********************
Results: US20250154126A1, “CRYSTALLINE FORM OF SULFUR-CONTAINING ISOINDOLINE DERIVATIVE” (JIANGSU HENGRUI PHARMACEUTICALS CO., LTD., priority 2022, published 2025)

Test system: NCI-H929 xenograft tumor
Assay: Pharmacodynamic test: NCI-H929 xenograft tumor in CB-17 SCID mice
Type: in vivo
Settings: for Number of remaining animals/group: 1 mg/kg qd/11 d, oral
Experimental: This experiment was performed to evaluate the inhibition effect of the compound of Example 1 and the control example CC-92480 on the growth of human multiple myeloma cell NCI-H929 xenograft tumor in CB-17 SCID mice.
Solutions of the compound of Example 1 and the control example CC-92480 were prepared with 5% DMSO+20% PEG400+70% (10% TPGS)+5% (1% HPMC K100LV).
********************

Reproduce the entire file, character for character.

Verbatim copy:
Results: US20250154126A1, “CRYSTALLINE FORM OF SULFUR-CONTAINING ISOINDOLINE DERIVATIVE” (JIANGSU HENGRUI PHARMACEUTICALS CO., LTD., priority 2022, published 2025)

Test system: NCI-H929 xenograft tumor
Assay: Pharmacodynamic test: NCI-H929 xenograft tumor in CB-17 SCID mice
Type: in vivo
Settings: for Number of remaining animals/group: 1 mg/kg qd/11 d, oral
Experimental: This experiment was performed to evaluate the inhibition effect of the compound of Example 1 and the control example CC-92480 on the growth of human multiple myeloma cell NCI-H929 xenograft tumor in CB-17 SCID mice.
Solutions of the compound of Example 1 and the control example CC-92480 were prepared with 5% DMSO+20% PEG400+70% (10% TPGS)+5% (1% HPMC K100LV).